Driven by high fuel prices, environmental regulations, and consumer demand, the market for hybrid electric vehicles (HEV) has experienced rapid growth. Every major automotive company produces an HEV. There are approximately fifty different HEV models on the market and over eight million HEVs already sold. In order to meet current and future demands in the HEV and PHEV markets, success will depend on engineering personnel knowing how to develop and manufacture HEV powertrains. This two day seminar will cover the fundamentals of HEV powertrain design.
Embedded hardware is everywhere you look today from your vehicle’s infotainment system to refrigerator to medical devices and everything else in-between. With so much exposure one would think that such devices are secure against attack; however, sadly for many devices this is not the case. For proof, just look no further than your local news reports. They are full of reports on devices being hacked. So, as engineers, how do we go about first identifying and mitigating (or capitalizing) the potential security vulnerabilities within these devices?
There is growing interest in the concept of a smart city and how these advanced technologies will improve the quality of living and make a city more attractive to visitors, commerce and industry. This course fills an unmet need for defining and explaining the relationship between connected and autonomous vehicles (CAVs) and smart city transportation. It is apparent that CAVs will achieve the best results when integrated with current and emerging urban infrastructure for transportation. This course addresses such integration from technology, organizational, policy and business model perspectives.
As the electrification of automobiles is on the rise, it is imperative that the capabilities and limits of the associated devices and systems be understood at a higher level than previously considered adequate. For example, the Tesla Model S has 62 electric motors while the Model X has 70! They propel the vehicle and provide comfort too. Their design must reflect the worst case operating scenarios, duty cycles, environment, country of use and its standards, etc.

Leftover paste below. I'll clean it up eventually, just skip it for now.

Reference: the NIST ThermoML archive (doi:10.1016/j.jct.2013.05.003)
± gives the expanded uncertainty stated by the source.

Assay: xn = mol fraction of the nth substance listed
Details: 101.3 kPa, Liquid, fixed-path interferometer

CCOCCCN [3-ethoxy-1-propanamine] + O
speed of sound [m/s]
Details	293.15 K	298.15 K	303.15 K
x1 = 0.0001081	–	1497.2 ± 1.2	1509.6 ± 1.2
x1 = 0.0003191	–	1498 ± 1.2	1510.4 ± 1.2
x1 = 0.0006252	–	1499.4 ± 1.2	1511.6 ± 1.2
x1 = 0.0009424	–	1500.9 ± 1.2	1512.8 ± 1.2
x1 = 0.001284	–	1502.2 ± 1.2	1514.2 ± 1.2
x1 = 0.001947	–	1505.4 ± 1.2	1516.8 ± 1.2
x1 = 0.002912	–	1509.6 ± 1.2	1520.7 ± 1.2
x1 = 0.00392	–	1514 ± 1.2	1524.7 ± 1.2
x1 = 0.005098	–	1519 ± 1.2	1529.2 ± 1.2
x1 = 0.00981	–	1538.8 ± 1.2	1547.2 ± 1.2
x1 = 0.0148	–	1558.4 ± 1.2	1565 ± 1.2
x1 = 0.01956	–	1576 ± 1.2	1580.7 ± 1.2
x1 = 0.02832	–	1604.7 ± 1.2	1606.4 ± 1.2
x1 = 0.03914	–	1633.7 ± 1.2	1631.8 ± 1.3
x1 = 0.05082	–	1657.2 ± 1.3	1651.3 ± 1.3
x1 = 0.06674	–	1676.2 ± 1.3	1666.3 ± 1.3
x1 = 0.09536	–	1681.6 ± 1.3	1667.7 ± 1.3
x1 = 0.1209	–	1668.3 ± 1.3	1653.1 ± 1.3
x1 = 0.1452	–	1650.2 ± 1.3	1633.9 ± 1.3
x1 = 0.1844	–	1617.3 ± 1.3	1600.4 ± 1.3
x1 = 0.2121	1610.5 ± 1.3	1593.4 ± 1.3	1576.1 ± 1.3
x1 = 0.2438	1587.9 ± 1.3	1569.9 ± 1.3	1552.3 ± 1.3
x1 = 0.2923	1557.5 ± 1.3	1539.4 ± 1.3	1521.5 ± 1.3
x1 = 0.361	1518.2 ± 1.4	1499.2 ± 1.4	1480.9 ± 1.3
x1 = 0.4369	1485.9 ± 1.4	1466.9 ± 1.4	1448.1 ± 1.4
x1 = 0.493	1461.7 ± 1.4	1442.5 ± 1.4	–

This is a three-day course which provides a comprehensive and up to date introduction to fuel cells for use in automotive engineering applications. It is intended for engineers and particularly engineering managers who want to jump‐start their understanding of this emerging technology and to enable them to engage in its development. Following a brief description of fuel cells and how they work, how they integrate and add value, and how hydrogen is produced, stored and distributed, the course will provide the status of the technology from fundamentals through to practical implementation.
Developing vehicles that achieve optimum fuel economy and acceleration performance is critical to the success of any automotive company, yet many practicing engineers have not received formal training on the broad range of factors which influence vehicle performance. This seminar provides this fundamental understanding through the development of mathematical models that describe the relevant physics and through the hands-on application of automotive test equipment. Attendees will also be introduced to software used to predict vehicle performance.
Crash reconstruction is a scientific process that utilizes principles of physics and empirical data to analyze the physical, electronic, video, audio, and testimonial evidence from a crash to determine how and why the crash occurred. This course will introduce this reconstruction process as it gets applied to various crash types - in-line and intersection collisions, pedestrian collisions, motorcycle crashes, rollover crashes, and heavy truck crashes. Methods of evidence documentation will be covered. Analysis methods will also be presented for electronic data from event data recorders and for video.